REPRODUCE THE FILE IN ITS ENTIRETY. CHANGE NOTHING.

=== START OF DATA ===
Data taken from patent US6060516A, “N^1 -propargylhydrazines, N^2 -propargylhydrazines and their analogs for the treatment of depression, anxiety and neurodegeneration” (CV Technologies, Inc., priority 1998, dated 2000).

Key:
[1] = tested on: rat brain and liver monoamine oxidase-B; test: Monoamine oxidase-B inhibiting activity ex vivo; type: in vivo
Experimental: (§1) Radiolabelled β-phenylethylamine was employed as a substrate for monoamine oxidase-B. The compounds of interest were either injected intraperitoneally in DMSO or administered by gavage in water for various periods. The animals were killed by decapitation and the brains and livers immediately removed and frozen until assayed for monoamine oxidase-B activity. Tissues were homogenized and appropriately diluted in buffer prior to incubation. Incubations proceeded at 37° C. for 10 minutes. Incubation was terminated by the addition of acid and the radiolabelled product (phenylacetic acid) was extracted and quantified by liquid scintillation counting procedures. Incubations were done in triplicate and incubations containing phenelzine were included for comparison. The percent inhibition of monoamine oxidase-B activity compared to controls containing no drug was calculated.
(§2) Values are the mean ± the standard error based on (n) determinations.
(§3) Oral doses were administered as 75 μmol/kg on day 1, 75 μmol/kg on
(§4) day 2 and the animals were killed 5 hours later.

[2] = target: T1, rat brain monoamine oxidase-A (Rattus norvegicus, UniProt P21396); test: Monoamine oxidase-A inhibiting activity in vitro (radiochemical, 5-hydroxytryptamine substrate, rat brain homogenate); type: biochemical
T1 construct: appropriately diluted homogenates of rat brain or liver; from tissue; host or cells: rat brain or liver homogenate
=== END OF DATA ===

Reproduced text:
Data taken from patent US6060516A, “N^1 -propargylhydrazines, N^2 -propargylhydrazines and their analogs for the treatment of depression, anxiety and neurodegeneration” (CV Technologies, Inc., priority 1998, dated 2000).

Key:
[1] = tested on: rat brain and liver monoamine oxidase-B; test: Monoamine oxidase-B inhibiting activity ex vivo; type: in vivo
Experimental: (§1) Radiolabelled β-phenylethylamine was employed as a substrate for monoamine oxidase-B. The compounds of interest were either injected intraperitoneally in DMSO or administered by gavage in water for various periods. The animals were killed by decapitation and the brains and livers immediately removed and frozen until assayed for monoamine oxidase-B activity. Tissues were homogenized and appropriately diluted in buffer prior to incubation. Incubations proceeded at 37° C. for 10 minutes. Incubation was terminated by the addition of acid and the radiolabelled product (phenylacetic acid) was extracted and quantified by liquid scintillation counting procedures. Incubations were done in triplicate and incubations containing phenelzine were included for comparison. The percent inhibition of monoamine oxidase-B activity compared to controls containing no drug was calculated.
(§2) Values are the mean ± the standard error based on (n) determinations.
(§3) Oral doses were administered as 75 μmol/kg on day 1, 75 μmol/kg on
(§4) day 2 and the animals were killed 5 hours later.

[2] = target: T1, rat brain monoamine oxidase-A (Rattus norvegicus, UniProt P21396); test: Monoamine oxidase-A inhibiting activity in vitro (radiochemical, 5-hydroxytryptamine substrate, rat brain homogenate); type: biochemical
T1 construct: appropriately diluted homogenates of rat brain or liver; from tissue; host or cells: rat brain or liver homogenate